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Jeffery B. v. Commissioner of Social Security

United States District Court, W.D. Washington, Tacoma

September 12, 2019

JEFFERY B., Plaintiff,
v.
COMMISSIONER OF SOCIAL SECURITY, Defendant.

          ORDER REVERSING AND REMANDING DEFENDANT'S DECISION TO DENY BENEFITS

          THERESA L. FRICKE UNITED STATES MAGISTRATE JUDGE.

         Plaintiff has brought this matter for judicial review of defendant's denial of his applications for disability insurance and supplemental security income benefits. The parties have consented to have this matter heard by the undersigned Magistrate Judge. For the reasons set forth below, the Court finds that defendant's decision to deny benefits should be reversed, and that this matter should be remanded for further administrative proceedings.

         FACTUAL AND PROCEDURAL HISTORY

         Plaintiff filed applications for disability insurance and supplemental security benefits on March 25, 2014. Dkt. 6, Administrative Record (AR) 10, 240-248, 249-255. Plaintiff alleges that he became disabled on December 8, 2011. AR 10, 50, 240, 249. Plaintiffs applications were denied initially and on reconsideration. AR 140-142, 143-146, 149-150, 151-152. After a hearing, an Administrative Law Judge (ALJ) issued an unfavorable decision on December 7, 2017, AR 7-28, the Appeals Council denied Plaintiffs request for review, making the ALJ's decision the final decision of the Commissioner. AR 1-6. Plaintiff appealed to this Court on September 25, 201S, seeking reversal of the ALJ's decision and a remand for an award of benefits. Dkt. 1, Dkt. 8, pp. 11-12.

         STANDARD OF REVIEW

         The Court will uphold an ALJ's decision unless: (1) the decision is based on legal error; or (2) the decision is not supported by substantial evidence. Revels v. Berryhill, 874 F.3d 648, 654 (9th Cir. 2017). Substantial evidence is "'such relevant evidence as a reasonable mind might accept as adequate to support a conclusion.'" Trevizo v. Berryhill, 871 F.3d 664, 674 (9th Cir. 2017) (quoting Desrosiers v. Sec'y of Health & Human Servs., 846 F.2d 573, 576 (9th Cir. 1988)). This requires '"more than a mere scintilla, "' though '"less than a preponderance'" of the evidence. Id. (quoting Desrosiers, 846 F.2d at 576).

         The Court must consider the administrative record as a whole. Garrison v. Colvin, 759 F.3d 995, 1009 (9th Cir. 2014). The Court is required to weigh both the evidence that supports, and evidence that does not support, the ALJ's conclusion. Id. The Court may not affirm the decision of the ALJ for a reason upon which the ALJ did not rely. Id. Only the reasons identified by the ALJ are considered in the scope of the Court's review. Id.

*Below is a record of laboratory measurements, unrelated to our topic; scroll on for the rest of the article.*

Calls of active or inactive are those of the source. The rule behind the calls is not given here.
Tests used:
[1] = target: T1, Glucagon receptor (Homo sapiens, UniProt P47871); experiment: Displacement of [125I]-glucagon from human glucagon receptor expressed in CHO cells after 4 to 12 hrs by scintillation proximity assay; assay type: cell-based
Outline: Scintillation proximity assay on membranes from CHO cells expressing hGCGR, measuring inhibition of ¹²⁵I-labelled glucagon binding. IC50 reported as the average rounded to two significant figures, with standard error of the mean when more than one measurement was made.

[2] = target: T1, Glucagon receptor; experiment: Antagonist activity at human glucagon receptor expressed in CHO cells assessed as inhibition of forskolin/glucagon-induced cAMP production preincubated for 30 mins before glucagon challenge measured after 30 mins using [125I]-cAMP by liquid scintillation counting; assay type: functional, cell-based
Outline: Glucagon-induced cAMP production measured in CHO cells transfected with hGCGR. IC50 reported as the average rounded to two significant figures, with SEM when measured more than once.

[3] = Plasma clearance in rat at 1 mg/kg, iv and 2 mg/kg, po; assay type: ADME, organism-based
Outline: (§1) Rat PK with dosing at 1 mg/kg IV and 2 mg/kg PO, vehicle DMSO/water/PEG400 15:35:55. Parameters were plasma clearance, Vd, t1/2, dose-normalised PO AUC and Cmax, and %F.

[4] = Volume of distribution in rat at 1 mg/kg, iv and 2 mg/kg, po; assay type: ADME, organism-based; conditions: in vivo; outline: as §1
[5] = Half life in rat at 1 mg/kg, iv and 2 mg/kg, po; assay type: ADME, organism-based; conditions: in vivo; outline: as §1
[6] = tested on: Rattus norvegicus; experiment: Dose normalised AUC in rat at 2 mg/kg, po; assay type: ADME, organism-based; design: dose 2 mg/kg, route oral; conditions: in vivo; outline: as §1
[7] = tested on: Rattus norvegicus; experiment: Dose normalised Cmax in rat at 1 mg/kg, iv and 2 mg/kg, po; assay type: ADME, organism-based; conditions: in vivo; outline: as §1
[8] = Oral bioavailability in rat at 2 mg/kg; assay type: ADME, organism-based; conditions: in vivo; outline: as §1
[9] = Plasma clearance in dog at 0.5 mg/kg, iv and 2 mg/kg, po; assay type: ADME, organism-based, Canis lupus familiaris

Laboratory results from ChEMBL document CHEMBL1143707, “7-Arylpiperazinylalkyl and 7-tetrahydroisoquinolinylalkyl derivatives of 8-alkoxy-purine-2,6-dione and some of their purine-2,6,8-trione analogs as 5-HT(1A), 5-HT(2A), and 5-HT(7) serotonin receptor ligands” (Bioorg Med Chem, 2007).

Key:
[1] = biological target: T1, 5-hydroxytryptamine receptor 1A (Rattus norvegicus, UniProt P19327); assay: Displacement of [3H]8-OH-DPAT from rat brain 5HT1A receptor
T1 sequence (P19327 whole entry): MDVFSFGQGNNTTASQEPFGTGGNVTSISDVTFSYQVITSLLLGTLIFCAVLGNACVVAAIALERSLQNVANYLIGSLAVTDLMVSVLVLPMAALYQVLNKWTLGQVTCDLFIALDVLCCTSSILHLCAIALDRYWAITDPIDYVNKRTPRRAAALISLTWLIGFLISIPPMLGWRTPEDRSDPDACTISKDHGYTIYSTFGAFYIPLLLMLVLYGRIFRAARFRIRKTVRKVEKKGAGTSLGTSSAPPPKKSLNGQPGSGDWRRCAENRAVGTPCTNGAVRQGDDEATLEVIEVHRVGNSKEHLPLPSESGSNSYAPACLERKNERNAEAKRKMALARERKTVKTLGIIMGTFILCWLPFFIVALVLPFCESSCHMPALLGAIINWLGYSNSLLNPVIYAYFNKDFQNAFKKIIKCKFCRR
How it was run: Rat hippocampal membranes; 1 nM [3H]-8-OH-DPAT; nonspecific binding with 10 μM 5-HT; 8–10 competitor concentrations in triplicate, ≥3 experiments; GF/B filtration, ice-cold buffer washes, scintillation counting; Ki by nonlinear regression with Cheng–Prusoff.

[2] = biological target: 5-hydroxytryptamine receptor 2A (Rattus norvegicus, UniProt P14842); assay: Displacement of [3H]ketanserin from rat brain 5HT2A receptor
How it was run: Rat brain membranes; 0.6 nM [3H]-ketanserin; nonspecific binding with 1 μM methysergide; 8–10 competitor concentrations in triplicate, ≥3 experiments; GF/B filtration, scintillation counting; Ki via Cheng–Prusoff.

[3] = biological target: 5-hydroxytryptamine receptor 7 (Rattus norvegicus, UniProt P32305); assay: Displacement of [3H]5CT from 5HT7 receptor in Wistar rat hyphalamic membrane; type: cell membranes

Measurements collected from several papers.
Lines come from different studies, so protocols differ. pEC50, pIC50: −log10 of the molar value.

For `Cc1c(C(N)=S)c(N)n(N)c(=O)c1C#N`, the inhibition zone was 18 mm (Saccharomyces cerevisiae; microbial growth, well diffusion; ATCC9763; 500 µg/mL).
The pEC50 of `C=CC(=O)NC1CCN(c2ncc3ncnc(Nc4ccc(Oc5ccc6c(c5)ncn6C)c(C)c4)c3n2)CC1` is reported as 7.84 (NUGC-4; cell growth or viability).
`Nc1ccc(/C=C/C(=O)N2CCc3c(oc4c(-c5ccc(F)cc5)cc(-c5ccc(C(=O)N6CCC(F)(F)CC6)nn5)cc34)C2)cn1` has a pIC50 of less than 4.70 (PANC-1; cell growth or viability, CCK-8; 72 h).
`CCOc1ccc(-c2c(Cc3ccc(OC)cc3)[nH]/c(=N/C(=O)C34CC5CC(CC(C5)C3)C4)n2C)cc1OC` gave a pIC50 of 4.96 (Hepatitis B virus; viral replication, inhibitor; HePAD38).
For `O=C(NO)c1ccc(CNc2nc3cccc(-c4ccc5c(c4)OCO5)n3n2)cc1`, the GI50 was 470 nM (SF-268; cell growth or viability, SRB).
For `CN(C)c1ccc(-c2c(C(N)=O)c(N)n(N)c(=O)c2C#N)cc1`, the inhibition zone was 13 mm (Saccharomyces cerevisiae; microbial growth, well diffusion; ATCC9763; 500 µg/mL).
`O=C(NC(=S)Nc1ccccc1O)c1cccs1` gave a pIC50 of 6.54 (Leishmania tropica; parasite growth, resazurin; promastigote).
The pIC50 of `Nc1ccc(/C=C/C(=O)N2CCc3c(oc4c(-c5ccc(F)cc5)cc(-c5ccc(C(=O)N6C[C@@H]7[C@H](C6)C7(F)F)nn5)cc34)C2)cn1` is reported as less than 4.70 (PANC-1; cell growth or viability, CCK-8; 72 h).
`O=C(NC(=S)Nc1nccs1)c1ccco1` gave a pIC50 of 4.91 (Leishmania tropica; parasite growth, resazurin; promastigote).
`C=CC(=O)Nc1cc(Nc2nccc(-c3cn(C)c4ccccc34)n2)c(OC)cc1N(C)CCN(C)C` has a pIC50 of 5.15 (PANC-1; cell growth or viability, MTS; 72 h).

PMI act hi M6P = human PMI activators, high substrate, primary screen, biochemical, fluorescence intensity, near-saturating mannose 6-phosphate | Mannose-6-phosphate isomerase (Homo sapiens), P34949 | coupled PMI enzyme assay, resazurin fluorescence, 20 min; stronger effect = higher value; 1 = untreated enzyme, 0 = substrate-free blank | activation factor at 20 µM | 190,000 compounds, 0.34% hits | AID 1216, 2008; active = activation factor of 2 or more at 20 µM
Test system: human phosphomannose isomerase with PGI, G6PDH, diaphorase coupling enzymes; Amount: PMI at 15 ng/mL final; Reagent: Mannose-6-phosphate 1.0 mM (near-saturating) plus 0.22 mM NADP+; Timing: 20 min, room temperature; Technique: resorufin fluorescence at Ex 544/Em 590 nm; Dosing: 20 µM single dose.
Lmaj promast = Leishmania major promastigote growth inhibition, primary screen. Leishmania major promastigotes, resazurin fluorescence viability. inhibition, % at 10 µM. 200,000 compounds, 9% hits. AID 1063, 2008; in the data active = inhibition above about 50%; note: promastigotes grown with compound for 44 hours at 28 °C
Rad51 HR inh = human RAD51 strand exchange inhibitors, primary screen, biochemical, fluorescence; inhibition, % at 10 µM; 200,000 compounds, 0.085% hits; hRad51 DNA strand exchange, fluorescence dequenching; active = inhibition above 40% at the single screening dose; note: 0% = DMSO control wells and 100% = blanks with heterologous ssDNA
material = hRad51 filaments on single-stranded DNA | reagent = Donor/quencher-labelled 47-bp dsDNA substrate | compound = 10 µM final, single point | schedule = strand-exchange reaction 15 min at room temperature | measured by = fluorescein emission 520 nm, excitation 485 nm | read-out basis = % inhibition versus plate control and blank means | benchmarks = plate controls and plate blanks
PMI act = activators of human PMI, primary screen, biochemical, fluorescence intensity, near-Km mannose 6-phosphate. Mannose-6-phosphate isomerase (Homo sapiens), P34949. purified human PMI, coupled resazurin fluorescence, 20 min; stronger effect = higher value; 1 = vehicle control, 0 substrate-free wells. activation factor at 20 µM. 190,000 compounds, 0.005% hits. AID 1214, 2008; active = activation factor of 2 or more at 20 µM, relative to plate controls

ISSUES FOR REVEW

         1. Did the ALJ err in evaluating the opinion of Erum Khaleeq, M.D.?

         2. Did the ALJ err in evaluating the opinions of Peter Weiss, Ph.D. and Janis Lewis, Ph.D.?

         3. Did the ALJ err in her evaluation of Plaintiffs subjective allegations?

         DISCUSSION

         The Commissioner employs a five-step sequential evaluation process to determine if a claimant is disabled. 20 C.F.R. §§ 404.1520, 416.920. The ALJ assesses the claimant's residual functional capacity ("RFC") to determine at step five whether he or she can make an adjustment to other work. Kennedy v. Colvin, 738 F.3d 1172, 1175 (9th Cir. 2013). It is the ALJ's burden to show the claimant can perform jobs that exist "in significant numbers in the national economy." Hill v. Astrue, 698 F.3d 1153, 1161 (9th Cir, 2012); 20C.F.R. §§ 404.1520(e), 416.920(e).

         In this case, the ALJ determined that Plaintiff had the residual functional capacity to perform:

light work as defined in 20 CFR 404.1567(b) and 416.967(b). He is able to occasionally reach overhead bilaterally. He is able to perform simple routine tasks, which is defined as no greater than reasoning level 2. He is able to perform work that does not require public contact. He is able to perform work that does not require more than occasional superficial contact with co-workers and that does not require team tasks.

AR 15. Based on the vocational expert's testimony that an individual with the same RFC as plaintiff-and the same age, education, and work experience-could perform jobs existing in significant numbers in the national economy, the ALJ determined that were a significant number of light, unskilled jobs ...


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